Sunday, 19 September 2021

Rail enthusiast bids to return locomotive plates

HE rescued Flying Scotsman from ruin 43 years ago and now Sir William McAlpine has set his sights on saving the iconic steam locomotive’s name plates too.

HE rescued Flying Scotsman from ruin 43 years ago and now Sir William McAlpine has set his sights on saving the iconic steam locomotive’s name plates too.

The millionaire businessman, who lives in Fawley Hill, intervened after one of the original plates was put up for auction. He contacted Bonhams to have the brass plate, which is worth an estimated £50,000, withdrawn from sale.

Sir William, 80, who is a railway enthusiast, owned Flying Scotsman from 1973 to 1996 and says the name plates “belong” to the locomotive.

He says they were removed after he had sold the engine but he wasn’t made aware of this until years later.

Sir William said: “I sold the engine to Tony Marchington and he took the plates off for safe keeping. He then put the locomotive into a public company, in which I bought shares, without the plates but didn’t say so. About 300 other people also bought shares but they were buying less than they thought.

“When I found out I didn’t think it was very good but there’s not a lot you can do. Marchington later sold the engine with the replica plates to the National Railway Museum and they didn’t know either. It affects the value of the locomotive as the plates are worth up to £50,000 each.”

Sir William believes the other plate might be in America, where the engine toured under Alan Pegler, who owned the engine before him. He said: “After I got in touch with Bonhams I also contacted the museum to let them know the engine didn’t have the original plates.”

Sir William hopes be able to reunite the plates with the engine, which has recently undergone a 10-year restoration by the museum in York.

He said: “The plates should be back on the engine. Hopefully Bonhams will speak to the owner and the museum might be able to acquire them. It’s so important the plates are returned as it’s not authentic otherwise. They belong on the locomotive.”

A Bonhams spokesman said: “The plates have been withdrawn from sale for more investigative work to be done on them. This is likely to take some time.”

Meanwhile, a nameplate from a steam locomotive named after Shirburn Castle, near Watlington, is to go under the hammer at the Great Central Railwayana Auctions next month.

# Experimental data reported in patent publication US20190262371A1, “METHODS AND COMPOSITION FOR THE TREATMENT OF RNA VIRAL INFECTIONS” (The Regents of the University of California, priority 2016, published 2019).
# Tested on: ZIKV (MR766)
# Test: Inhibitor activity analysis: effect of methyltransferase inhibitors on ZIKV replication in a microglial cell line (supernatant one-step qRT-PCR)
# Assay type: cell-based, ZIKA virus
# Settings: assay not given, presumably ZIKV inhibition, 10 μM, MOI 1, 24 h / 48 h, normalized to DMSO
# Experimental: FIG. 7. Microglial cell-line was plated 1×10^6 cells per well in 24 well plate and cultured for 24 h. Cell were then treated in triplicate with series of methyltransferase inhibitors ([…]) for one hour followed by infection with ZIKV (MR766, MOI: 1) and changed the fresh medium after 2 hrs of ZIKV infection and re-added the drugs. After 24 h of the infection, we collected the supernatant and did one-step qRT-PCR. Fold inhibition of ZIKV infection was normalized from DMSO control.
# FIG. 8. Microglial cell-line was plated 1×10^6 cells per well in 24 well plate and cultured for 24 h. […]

The engine began its working life at Cardiff Canton in 1936 and then moved to Carmarthen in 1958 before being withdrawn in 1962 and sold for scrap.

The lot includes the matching cabside and smokebox number plates correspondence between the owner of the plates and the owner of the actual castle. It is expected to make up to £18,000.



HE rescued Flying Scotsman from ruin 43 years ago and now Sir William McAlpine has set his sights on saving the iconic steam locomotive’s name plates too.

The millionaire businessman, who lives in Fawley Hill, intervened after one of the original plates was put up for auction. He contacted Bonhams to have the brass plate, which is worth an estimated £50,000, withdrawn from sale.

Sir William, 80, who is a railway enthusiast, owned Flying Scotsman from 1973 to 1996 and says the name plates “belong” to the locomotive.

He says they were removed after he had sold the engine but he wasn’t made aware of this until years later.

Sir William said: “I sold the engine to Tony Marchington and he took the plates off for safe keeping. He then put the locomotive into a public company, in which I bought shares, without the plates but didn’t say so. About 300 other people also bought shares but they were buying less than they thought.

“When I found out I didn’t think it was very good but there’s not a lot you can do. Marchington later sold the engine with the replica plates to the National Railway Museum and they didn’t know either. It affects the value of the locomotive as the plates are worth up to £50,000 each.”

Sir William believes the other plate might be in America, where the engine toured under Alan Pegler, who owned the engine before him. He said: “After I got in touch with Bonhams I also contacted the museum to let them know the engine didn’t have the original plates.”

Sir William hopes be able to reunite the plates with the engine, which has recently undergone a 10-year restoration by the museum in York.

He said: “The plates should be back on the engine. Hopefully Bonhams will speak to the owner and the museum might be able to acquire them. It’s so important the plates are returned as it’s not authentic otherwise. They belong on the locomotive.”

A Bonhams spokesman said: “The plates have been withdrawn from sale for more investigative work to be done on them. This is likely to take some time.”

Meanwhile, a nameplate from a steam locomotive named after Shirburn Castle, near Watlington, is to go under the hammer at the Great Central Railwayana Auctions next month.

The engine began its working life at Cardiff Canton in 1936 and then moved to Carmarthen in 1958 before being withdrawn in 1962 and sold for scrap.

The lot includes the matching cabside and smokebox number plates correspondence between the owner of the plates and the owner of the actual castle. It is expected to make up to £18,000.



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